When we hear about Jersey City nowadays, we often hear about it in the form of a groundbreaking or a ribbon-cutting ceremony. The city has seen rapid growth in the last decade and shows no signs of slowing down.
But for developers such as Ironstate Development and the Fisher Organization, Jersey City always has been a long-term play.
The Barry brothers, Michael and David, co-owners of Ironstate, have been developing in the city since the late 1990s, building more than 10 projects, and continuing to see unmet demand for housing.
“Jersey City is an incredible economic engine,” Michael Barry said. “It’s the largest city by population (neck-and-neck with Newark) and certainly by economics in New Jersey, and certainly New Jersey is a very robust state. From my perspective, it’s the economic engine of New Jersey. It’s obviously close to Manhattan. It’s transit, both from a public and vehicular transportation hub. It’s extremely desirable and robust.”
Most recently, through a partnership with Mack-Cali Realty Corp., the developers completed Jersey City Urby, a 763-unit complex, and the tallest building in Jersey City. The brothers are so confident that the future looks bright for Jersey City, they intended to break ground on another 760-unit tower within a year, Jersey City Urby II, and intend add another tower in two years.
Ironstate is also on track to complete the next phase of its Port Liberte development.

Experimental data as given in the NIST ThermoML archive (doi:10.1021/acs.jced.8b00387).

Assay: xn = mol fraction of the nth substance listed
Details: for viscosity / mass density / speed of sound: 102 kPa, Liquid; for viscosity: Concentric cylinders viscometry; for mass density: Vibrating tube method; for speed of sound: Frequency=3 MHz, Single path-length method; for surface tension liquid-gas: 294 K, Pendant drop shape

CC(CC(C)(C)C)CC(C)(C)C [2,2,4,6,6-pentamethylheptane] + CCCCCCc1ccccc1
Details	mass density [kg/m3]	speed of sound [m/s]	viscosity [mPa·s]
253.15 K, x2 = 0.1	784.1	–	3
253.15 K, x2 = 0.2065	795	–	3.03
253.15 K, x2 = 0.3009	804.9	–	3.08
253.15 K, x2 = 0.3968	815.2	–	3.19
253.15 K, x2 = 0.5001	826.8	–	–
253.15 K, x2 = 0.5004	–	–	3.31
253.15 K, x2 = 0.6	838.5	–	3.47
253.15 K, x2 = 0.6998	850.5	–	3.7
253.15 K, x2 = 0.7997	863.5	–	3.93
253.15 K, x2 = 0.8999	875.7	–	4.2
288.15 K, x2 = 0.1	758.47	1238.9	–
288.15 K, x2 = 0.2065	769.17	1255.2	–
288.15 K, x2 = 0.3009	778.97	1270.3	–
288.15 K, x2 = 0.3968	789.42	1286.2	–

“(The skyline) is vastly different, and it’s wonderful to see and there’s been a lot of impressive architecture that has gone up,” Michael Barry said. “From my perspective, and I built it, I think Jersey City Urby is leading the skyline in wonderful architecture. But there’s been a lot of really well-planned, well-designed buildings that have gone up on the Jersey side of the river, and it gives Manhattan something impressive to look at as well. We’ve been looking at Manhattan for all these years, now they have something to look at as well.”
Ironstate is partners with KRE Group at 18 Park, 225 Grand and 235 Grand.
“From the commercial center, from a residential perspective, from an entertainment and recreational perspective, it has so much to offer that I see a tremendously bright future for Jersey City,” Barry said. “Demographically, there’s been a resurgence in urban living over the last two decades and I don’t see any change in that thought process and the fact that people would rather spend their leisure time close to where they work and fully enjoying being around their domicile, so it’s a wonderful place.”
For high-rise developers in downtown Jersey City, community amenities such as dining and entertainment, the price point and the connectedness to New York City always have been assets that make Jersey City a valuable investment.
The Fisher Organization saw the value to these assets as far back as 2003, when it completed the 65-unit complex Liberty Towers.
Principal Brian Fisher said being able to work with the city, and the value of land back then, is part of the reason why he and the Fisher Organization went from Manhattan to Hoboken and then Jersey City.
“Here we are, 15 or so years later, and you can still rent an apartment for just about half of what you can rent an apartment in Manhattan — and certainly a much nicer, more amenities, larger apartments than what you would get in Manhattan, Brooklyn or for that matter even Staten Island at this point,” he said. “We’re very pleased and we intend to continue to develop in Jersey City because it’s such a natural place for people who want to be in or around New York City.
“You have young people who can’t afford the rents in Manhattan unless they have three or four roommates. My own kids have that. And here you can actually have your own place in a beautiful building that you can be proud of.”